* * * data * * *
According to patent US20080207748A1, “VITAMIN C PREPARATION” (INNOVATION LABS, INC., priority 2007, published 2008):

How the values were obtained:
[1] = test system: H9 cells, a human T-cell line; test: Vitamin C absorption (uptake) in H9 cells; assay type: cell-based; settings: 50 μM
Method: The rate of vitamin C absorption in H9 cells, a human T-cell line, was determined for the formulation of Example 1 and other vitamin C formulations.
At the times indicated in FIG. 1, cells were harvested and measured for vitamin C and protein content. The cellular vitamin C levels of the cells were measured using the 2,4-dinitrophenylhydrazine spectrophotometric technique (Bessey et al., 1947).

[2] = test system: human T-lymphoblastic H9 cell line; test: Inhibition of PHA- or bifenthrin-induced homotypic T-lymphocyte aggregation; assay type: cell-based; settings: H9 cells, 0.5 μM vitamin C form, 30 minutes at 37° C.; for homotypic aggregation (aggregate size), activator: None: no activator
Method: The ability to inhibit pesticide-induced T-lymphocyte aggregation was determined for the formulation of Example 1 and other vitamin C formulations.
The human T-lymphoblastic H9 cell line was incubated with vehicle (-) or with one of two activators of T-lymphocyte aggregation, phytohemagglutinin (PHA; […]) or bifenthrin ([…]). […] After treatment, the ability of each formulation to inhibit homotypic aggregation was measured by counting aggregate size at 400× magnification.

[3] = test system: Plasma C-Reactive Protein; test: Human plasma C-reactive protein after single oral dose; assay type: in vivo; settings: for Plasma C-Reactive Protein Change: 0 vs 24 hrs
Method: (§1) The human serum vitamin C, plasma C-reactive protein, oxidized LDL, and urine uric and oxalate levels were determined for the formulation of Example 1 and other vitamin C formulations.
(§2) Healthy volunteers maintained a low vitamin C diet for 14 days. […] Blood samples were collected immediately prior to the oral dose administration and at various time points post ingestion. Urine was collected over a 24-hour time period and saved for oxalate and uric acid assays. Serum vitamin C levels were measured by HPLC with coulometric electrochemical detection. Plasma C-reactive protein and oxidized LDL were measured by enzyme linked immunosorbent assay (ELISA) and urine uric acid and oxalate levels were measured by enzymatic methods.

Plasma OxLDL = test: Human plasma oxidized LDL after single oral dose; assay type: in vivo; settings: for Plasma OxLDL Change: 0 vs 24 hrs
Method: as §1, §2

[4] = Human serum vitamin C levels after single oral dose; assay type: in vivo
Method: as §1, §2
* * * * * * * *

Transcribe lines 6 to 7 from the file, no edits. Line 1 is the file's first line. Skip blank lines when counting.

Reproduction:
[2] = test system: human T-lymphoblastic H9 cell line; test: Inhibition of PHA- or bifenthrin-induced homotypic T-lymphocyte aggregation; assay type: cell-based; settings: H9 cells, 0.5 μM vitamin C form, 30 minutes at 37° C.; for homotypic aggregation (aggregate size), activator: None: no activator
Method: The ability to inhibit pesticide-induced T-lymphocyte aggregation was determined for the formulation of Example 1 and other vitamin C formulations.